ALSO:

Carrie Fisher: Hollywood In-Breeding & The Velocity Of Being - Binoy Kampmark

There was always going to be a good deal of thick drama around Carrie Fisher, by her own confession, a product of Hollywood in-breeding. Her parents, Debbie Reynolds and the crooner Eddie Fisher, provided ample material for the gossip columns in a marriage breakup after Eddie sped away with Elizabeth Taylor. More>>

  • Image: Tracey Nearmy / EPA
  • Gordon Campbell: On The Best Albums Of 2016

    OK, I’m not even going to try and rationalise this surrender to a ‘best of’ listicle. Still…maybe there is an argument for making some semblance of narrative order out of a year that brought us Trump, Brexit and the deaths of Prince, David Bowie, Leonard Cohen and Alan Vega, who I missed just as much as the Big Three. So without further ado….oh, but first a word from the sponsor More>>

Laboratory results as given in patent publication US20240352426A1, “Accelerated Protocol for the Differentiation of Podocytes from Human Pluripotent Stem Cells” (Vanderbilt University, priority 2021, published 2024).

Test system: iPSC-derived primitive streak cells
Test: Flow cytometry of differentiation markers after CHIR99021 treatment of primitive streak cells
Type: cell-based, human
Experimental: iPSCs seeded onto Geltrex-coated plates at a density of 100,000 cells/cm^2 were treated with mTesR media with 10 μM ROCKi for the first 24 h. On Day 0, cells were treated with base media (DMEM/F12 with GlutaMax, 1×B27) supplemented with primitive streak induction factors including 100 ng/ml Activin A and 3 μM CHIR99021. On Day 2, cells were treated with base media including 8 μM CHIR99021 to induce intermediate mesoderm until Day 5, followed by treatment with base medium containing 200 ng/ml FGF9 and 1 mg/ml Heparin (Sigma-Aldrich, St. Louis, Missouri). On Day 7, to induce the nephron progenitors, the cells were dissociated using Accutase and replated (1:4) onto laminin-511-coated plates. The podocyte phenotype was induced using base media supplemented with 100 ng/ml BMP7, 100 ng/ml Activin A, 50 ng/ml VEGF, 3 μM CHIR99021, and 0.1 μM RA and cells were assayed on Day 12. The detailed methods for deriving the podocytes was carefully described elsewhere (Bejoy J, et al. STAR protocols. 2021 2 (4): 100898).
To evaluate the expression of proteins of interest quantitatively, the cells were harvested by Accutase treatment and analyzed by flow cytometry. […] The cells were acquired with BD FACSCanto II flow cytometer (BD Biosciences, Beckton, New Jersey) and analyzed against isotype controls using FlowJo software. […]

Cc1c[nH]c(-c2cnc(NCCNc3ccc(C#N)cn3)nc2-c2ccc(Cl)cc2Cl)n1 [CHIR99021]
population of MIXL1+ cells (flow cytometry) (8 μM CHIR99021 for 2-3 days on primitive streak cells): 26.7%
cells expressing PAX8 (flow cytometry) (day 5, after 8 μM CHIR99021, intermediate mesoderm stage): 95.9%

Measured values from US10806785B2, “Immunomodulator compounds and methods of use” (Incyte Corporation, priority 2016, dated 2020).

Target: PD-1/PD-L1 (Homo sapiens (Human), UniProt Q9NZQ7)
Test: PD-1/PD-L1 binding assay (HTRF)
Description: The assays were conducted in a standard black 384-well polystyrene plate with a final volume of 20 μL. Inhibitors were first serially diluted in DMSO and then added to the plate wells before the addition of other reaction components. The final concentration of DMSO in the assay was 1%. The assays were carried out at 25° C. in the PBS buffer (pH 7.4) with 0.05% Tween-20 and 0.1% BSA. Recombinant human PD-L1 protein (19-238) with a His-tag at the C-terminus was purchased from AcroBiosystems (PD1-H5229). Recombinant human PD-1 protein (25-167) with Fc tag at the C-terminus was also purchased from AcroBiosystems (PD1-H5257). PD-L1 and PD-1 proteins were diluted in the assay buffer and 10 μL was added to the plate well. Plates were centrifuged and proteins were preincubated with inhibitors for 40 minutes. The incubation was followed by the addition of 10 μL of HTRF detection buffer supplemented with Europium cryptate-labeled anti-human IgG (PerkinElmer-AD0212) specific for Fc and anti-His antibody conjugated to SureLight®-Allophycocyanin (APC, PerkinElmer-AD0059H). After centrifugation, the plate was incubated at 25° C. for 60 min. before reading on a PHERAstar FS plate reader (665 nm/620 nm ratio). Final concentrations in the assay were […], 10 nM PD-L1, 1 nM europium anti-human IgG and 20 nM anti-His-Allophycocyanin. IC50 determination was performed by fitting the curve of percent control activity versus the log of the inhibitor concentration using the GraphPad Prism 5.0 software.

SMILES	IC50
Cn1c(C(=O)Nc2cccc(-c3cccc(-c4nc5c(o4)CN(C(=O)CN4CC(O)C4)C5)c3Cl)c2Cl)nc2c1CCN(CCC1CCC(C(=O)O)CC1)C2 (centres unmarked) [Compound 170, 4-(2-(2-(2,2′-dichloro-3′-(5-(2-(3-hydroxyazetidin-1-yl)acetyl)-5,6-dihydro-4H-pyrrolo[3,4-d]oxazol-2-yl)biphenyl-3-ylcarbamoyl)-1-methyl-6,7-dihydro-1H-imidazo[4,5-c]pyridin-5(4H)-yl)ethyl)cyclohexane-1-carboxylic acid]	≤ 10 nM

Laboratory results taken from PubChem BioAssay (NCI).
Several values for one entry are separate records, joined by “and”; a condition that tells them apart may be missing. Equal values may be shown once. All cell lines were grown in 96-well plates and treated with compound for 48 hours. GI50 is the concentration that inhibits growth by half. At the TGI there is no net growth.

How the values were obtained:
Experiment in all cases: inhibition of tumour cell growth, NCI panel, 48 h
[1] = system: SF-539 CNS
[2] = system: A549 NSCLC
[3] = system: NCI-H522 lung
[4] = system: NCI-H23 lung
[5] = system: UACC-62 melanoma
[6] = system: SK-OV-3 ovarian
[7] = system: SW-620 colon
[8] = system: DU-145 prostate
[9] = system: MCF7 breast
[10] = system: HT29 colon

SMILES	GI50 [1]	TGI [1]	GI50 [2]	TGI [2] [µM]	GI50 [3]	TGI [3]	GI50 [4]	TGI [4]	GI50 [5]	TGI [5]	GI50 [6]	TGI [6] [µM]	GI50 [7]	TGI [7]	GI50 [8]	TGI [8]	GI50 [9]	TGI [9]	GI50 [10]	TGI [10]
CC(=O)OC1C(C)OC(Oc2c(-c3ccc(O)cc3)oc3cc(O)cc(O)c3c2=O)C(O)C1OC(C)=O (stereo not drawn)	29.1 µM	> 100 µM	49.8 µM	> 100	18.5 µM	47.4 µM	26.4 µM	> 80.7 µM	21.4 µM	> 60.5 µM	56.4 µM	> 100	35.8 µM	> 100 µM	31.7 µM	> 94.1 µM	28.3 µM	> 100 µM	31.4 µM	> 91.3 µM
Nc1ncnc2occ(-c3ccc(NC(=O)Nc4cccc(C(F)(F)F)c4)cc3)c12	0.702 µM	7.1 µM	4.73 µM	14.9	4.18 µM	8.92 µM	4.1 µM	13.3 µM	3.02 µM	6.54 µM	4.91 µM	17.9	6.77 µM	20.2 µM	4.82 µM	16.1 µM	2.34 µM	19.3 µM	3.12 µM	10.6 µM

Emojis: World’s First Māori Emoji App Launched

    It’s here - the world’s first Māori emoji app Emotiki has landed just in time for summer roadtrips and santa stockings, with 200 Māori and Kiwi cultural icons for people to share their kiwiana moments with each other and the world. More>>

    ALSO:

    Howard Davis: Album Of The Year - Van Morrison's 'Keep Me Singing'

    2016 was a grand year for Van The Man - The Belfast Cowboy turned 71, received a knighthood, and reissued an expanded set of soul-fired live recordings from 1973 ('It's Too Late to Stop Now'). In the game for 53 years now, Morrison's albums consistently open new windows into the heart and soul of one of the most enigmatic figures in modern music. More>>

    Review: The NZSO Performs Handel's Messiah

    Max Rashbrooke: Saturday night's performance took the piece back to something like the way it would have originally been performed when premiered in 1742, with an orchestra of 20-30 players and only a few more singers. More>>

    Culture: Rare Hundertwasser Conservation Posters Found After 40 Years

    When Jan and Arnold Heine put a roll of conservation posters into storage in 1974 they had no idea that 42 years later they would be collectors items. More>>

    Get More From Scoop

     
     

    LATEST HEADLINES

     
     
     
     
    Culture
    Search Scoop  
     
     
    Powered by Vodafone
    NZ independent news